Posted on June 14, 2019 Home Assignment to New Special Assignment
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It has been so long since we have been in contact via newsletter, and we apologize for what may seem like a long silence.  We have so much to tell you and it is hard to know where to begin, so we will try to catch you up on all of 2018.
As you know, we began our  Home Assignment at the end of April. This is the first time since 2004 that we have been home for more than 8 months. So, this has been a wonderful time to reconnect with family and friends. Still, it has also been a year of overwhelming transition that began at the end of 2017.
Our son Jack, who we carried in our arms when we landed in Chile in 2000, graduated from the Colegio Bautista in Temuco in December, 2017. Precisely because of the staggered school years in Chile and the U.S., our boys have only spent about a cumulative 2 ½ years in the U.S.  So, Jack decided to take a “gap year” and use it for a reverse immersion experience in U.S. culture before entering a university.
When we landed in Denver to spend the first three months with Barb’s family, Jack set off for Wyoming to work on the sheep ranch of our friend and supporter, Tomi Strock. He herded sheep, operated tractors, milked goats, hunted, and everything her family does to maintain livestock and feed. Then the last two months he operated a huge haul truck at a nearby coal mine. Now he is back with us in Texas, applying to colleges.
From Denver, we traveled on deputation visits in Colorado and Indiana, and attended the World Mission Conference and debriefings at Green Lake.

Dwight made several visits to Texas to see his mother. She was a few months shy of her 96th birthday when she passed on to eternity in May. Words are inadequate to convey the goodness and greatness of the life she shared with my family and so many others.

Though transitions are hard, they often bring exciting new opportunities. In August, we moved to College Station, Texas where Barbara entered a Ph.D. program in Youth Development at Texas A & M University.
This is a tremendous opportunity that will equip her to expand and enhance the Girls’ Clubs project. Barbara’s mentor/professor is a leading scholar in the field of Positive Youth Development, which, along with our Christian traditions of spiritual and character development, forms the foundation of the Talita Cumi Girls’ Clubs Program.
Barb is looking forward to a summer full of travel to meet with our partners to lay the groundwork for Talita Cumi in three new countries where they have established ministries with vulnerable children.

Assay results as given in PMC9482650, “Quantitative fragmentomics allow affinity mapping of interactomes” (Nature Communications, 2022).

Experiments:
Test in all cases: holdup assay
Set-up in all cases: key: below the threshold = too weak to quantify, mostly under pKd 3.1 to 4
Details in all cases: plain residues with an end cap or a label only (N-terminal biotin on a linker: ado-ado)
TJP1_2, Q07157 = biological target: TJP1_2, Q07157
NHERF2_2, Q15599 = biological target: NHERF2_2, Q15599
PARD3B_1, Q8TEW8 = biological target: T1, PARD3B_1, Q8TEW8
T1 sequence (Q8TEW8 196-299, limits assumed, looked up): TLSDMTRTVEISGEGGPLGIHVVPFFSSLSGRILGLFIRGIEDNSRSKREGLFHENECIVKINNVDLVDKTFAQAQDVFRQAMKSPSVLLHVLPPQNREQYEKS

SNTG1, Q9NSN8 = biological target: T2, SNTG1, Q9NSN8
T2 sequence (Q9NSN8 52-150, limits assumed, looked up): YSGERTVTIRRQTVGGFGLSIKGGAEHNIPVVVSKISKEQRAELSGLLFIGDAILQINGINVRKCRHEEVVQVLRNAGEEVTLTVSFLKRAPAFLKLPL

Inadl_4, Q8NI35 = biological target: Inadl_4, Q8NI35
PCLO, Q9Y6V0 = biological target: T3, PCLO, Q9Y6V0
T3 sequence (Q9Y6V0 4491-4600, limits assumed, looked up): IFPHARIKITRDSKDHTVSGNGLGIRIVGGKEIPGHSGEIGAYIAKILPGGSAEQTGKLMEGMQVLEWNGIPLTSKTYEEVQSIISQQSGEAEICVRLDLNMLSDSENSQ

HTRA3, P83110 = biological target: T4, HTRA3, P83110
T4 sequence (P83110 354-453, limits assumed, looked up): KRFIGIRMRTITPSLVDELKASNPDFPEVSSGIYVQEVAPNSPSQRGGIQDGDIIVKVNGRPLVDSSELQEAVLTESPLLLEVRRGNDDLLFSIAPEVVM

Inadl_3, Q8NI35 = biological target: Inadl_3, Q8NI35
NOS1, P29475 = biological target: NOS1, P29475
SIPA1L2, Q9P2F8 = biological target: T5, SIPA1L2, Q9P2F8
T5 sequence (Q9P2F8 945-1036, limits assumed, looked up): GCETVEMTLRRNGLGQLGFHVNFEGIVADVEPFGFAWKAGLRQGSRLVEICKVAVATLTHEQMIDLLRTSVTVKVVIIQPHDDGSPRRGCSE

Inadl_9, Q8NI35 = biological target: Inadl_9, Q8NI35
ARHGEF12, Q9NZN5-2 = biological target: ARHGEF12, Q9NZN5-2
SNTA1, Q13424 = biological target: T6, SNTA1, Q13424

William’s transition to the U.S. has meant too much travel, and homeschooling, instead of his usual network of friends at school at Chile. 4-H Clubs and the Rock Climbing Club at A&M’s three-story rock wall are places where he is beginning to flourish. But, he has struggled with missing life in Chile and we see his need for roots in the U.S. as a priority.
So, he started at a new charter school here in January that teaches in English, Spanish, and Chinese, and we pray this will give him the new network of friends and activities that he needs. Please keep him in your prayers as he navigates this challenging time.
New Special Assignment – In order to meet William’s educational needs, and for Barb to complete a Ph.D. in Youth Development at Texas A & M University, we will be based in College Station, Texas for three years.
During this time, we both will remain connected with the projects in Chile — Girls’ Clubs, Beekeeping, Rainwater Harvesting, Men’s Volunteer Relief Network, and others.
Barb will introduce the Girls’ Clubs project to some of our partners in Latin America, providing mentor training, materials, and ongoing support. Dwightwill work in help and consultation with partners and development projects, initially in Mexico and Nicaragua.
This development comes out of a long period of seeking God’s way, in prayer, and in consultation with our Area Director and our partners.
Our new assignment helps us meet a priority need for William’s education and growth, and at the same time enables us to respond to a call to enhance and expand the Girls’ Clubs project, and to strengthen ties of partnership in development and relief work.
“It’s really about…..people” That was the refrain we heard last summer at the Conference for Returning Missionaries as a missionary couple shared their reflections on their first term of service. They were sharing their amazement and gratitude that when it comes down to it, after all our plans and projects, what endures, and satisfies, are the relationships we build, and the grace and strength we share, with our partners in the country we serve. We realize the same thing even now after nearly twenty years of service.
In the coming months, we will tell you about some of those people in Chile, with whom we have shared and received the grace and strength of Jesus Christ, our co-workers in the Kingdom of God, who are becoming “oaks of righteousness.”